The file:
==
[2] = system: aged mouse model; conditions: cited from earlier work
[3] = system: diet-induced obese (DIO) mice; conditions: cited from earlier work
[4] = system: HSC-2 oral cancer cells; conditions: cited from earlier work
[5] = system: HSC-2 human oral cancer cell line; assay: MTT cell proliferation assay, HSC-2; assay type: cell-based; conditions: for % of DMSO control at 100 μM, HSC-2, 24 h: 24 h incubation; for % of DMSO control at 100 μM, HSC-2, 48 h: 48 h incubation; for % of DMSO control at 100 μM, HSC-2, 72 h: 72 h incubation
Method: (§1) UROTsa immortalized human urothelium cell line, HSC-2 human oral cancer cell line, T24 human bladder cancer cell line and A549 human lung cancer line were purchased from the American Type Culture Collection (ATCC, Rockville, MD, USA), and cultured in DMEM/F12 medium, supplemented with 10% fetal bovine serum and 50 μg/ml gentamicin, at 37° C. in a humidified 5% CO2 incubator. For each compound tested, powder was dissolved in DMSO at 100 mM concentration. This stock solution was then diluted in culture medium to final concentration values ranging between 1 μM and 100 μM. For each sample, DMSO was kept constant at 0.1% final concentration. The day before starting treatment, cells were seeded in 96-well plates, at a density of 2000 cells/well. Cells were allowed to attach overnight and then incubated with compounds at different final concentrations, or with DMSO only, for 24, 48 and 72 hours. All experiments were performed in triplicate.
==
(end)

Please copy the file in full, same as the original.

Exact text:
[2] = system: aged mouse model; conditions: cited from earlier work
[3] = system: diet-induced obese (DIO) mice; conditions: cited from earlier work
[4] = system: HSC-2 oral cancer cells; conditions: cited from earlier work
[5] = system: HSC-2 human oral cancer cell line; assay: MTT cell proliferation assay, HSC-2; assay type: cell-based; conditions: for % of DMSO control at 100 μM, HSC-2, 24 h: 24 h incubation; for % of DMSO control at 100 μM, HSC-2, 48 h: 48 h incubation; for % of DMSO control at 100 μM, HSC-2, 72 h: 72 h incubation
Method: (§1) UROTsa immortalized human urothelium cell line, HSC-2 human oral cancer cell line, T24 human bladder cancer cell line and A549 human lung cancer line were purchased from the American Type Culture Collection (ATCC, Rockville, MD, USA), and cultured in DMEM/F12 medium, supplemented with 10% fetal bovine serum and 50 μg/ml gentamicin, at 37° C. in a humidified 5% CO2 incubator. For each compound tested, powder was dissolved in DMSO at 100 mM concentration. This stock solution was then diluted in culture medium to final concentration values ranging between 1 μM and 100 μM. For each sample, DMSO was kept constant at 0.1% final concentration. The day before starting treatment, cells were seeded in 96-well plates, at a density of 2000 cells/well. Cells were allowed to attach overnight and then incubated with compounds at different final concentrations, or with DMSO only, for 24, 48 and 72 hours. All experiments were performed in triplicate.